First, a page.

"Although this was an unpleasant experience, this is a daily occurrence for Palestinians, every single day, throughout he West Bank," Emad Burnat said in a statement to TheWrap
Emad Burnat, the Oscar-nominated Palestinian director of "5 Broken Cameras," was held for questioning by immigration officials at Los Angeles International Airport (LAX) on Tuesday.
It was an experience he likened to life under Israeli occupation in his native land.
"Although this was an unpleasant experience, this is a daily occurrence for Palestinians, every single day, throughout he West Bank," Burnat said in a statement to TheWrap "There are more than 500 Israeli checkpoints, roadblocks, and other barriers to movement across our land, and not a single one of us has been spared the experience that my family and I experienced yesterday. Ours was a very minor example of what my people face every day."
"5 Broken Cameras" centers on a Palestinian farmer who lives on the border of an Israeli settlement and his non-violent resistance to often brutal actions of the Israeli army.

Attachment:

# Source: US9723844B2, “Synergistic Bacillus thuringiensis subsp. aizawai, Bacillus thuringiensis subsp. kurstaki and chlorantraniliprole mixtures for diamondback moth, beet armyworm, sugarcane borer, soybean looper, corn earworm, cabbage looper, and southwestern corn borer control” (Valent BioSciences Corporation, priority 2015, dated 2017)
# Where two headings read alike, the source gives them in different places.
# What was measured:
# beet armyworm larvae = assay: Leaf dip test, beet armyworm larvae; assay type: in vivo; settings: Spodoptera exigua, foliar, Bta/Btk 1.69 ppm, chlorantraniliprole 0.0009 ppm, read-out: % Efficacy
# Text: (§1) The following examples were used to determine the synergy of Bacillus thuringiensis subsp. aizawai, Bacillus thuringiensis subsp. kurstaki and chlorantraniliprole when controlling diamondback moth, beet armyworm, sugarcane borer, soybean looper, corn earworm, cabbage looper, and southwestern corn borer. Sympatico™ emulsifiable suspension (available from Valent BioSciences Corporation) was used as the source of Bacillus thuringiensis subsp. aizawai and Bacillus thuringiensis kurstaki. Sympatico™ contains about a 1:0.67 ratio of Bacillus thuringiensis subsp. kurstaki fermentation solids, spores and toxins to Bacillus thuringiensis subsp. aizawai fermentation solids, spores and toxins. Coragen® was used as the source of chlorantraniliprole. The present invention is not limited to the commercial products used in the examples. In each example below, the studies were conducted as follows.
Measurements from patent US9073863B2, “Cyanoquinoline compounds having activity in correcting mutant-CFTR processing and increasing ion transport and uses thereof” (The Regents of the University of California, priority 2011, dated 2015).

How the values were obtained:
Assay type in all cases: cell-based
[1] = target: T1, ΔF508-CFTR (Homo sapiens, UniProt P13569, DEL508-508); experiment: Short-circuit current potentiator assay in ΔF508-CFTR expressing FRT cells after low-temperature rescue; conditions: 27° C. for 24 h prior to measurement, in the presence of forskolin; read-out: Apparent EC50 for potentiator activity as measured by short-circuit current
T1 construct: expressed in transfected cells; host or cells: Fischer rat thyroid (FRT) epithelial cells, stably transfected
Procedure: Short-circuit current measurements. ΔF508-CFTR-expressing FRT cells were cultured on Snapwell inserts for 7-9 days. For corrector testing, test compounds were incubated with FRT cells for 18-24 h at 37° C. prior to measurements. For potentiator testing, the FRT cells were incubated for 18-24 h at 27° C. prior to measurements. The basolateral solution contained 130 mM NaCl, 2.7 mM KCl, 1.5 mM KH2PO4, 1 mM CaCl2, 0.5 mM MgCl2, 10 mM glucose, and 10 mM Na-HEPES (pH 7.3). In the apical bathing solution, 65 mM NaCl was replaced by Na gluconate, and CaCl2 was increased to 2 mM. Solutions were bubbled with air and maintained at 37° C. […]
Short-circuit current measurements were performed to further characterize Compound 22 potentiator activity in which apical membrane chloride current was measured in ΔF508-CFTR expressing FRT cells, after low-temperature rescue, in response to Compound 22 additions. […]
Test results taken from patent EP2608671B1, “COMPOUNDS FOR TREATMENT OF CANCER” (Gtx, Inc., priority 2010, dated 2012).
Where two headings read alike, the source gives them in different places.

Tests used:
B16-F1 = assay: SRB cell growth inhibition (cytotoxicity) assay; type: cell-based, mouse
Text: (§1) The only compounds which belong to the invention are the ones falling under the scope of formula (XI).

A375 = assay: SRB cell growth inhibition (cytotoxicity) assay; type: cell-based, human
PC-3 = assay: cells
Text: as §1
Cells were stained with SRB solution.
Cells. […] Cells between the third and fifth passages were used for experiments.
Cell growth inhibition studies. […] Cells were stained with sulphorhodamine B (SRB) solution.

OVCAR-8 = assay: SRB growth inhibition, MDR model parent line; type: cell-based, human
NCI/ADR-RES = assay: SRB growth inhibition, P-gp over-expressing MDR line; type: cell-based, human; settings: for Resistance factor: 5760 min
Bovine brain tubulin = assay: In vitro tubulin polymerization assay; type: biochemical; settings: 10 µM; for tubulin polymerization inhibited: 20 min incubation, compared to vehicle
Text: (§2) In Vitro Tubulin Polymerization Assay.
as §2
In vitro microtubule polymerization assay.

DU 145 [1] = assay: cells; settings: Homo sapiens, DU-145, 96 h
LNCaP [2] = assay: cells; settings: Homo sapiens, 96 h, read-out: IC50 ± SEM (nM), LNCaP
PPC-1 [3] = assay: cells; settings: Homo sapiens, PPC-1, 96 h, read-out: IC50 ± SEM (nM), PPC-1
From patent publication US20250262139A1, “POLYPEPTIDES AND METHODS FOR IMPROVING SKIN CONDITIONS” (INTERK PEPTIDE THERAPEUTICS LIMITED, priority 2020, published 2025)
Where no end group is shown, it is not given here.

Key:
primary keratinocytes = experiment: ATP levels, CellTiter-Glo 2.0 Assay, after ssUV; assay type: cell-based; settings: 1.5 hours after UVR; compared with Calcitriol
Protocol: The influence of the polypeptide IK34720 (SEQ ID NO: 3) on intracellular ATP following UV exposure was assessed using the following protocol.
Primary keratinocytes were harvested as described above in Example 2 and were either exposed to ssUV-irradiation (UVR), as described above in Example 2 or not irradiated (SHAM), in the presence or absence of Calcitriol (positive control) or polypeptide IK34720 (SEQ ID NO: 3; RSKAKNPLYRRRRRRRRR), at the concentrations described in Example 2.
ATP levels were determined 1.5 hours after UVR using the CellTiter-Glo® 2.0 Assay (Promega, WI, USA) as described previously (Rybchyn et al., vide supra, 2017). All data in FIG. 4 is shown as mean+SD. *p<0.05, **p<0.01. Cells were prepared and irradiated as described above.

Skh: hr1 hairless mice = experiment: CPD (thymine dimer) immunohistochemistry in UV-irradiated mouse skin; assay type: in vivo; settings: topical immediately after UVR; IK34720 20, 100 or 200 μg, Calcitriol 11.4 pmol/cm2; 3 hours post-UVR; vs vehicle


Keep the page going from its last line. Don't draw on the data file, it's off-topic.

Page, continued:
Michael Moore, the director of "Bowling for Columbine," first drew attention to the director's ordeal on Twitter. He tweeted that he had intervened on Burnat's behalf, by telling him to give the officers his number and called officials at the Academy of Motion Picture Arts and Sciences, who in turn called their lawyers.
Moore is a governor in the Academy's documentary branch and a supporter of Burnat's film, though apparently did not act in an official capacity.
In his statement, Burnat said he and his family were held at U.S. immigration for about an hour after arriving in Los Angeles from Turkey.
They were questioned about the purpose of their visit to the United States, while immigration officials demanded proof that he was nominated for an Academy Award.
"They told me that if I couldn't prove the reason for my visit, my wife Soraya, my son Gibreel and I would be sent back to Turkey on the same day," Burnat recalled.
"After 40 minutes of questions and answers, Gibreel asked me why we were still waiting in that small room. I simply told him the truth: 'Maybe we'll have to go back.' I could see his heart sink.," he added.
In his tweet, Moore said the director and his wife were held for questioning for over an hour.
"Apparently the Immigration & Customs officers couldn't understand how a Palestinian could be an Oscar nominee," Moore tweeted.
Moore did not immediately respond to a request for comment.
For the record: An earlier version of this article incorrectly stated that Burnat was the first Palestinian director to be nominated for an Academy Award. He is the first Palestinian nominated in the Best Documentary Feature category.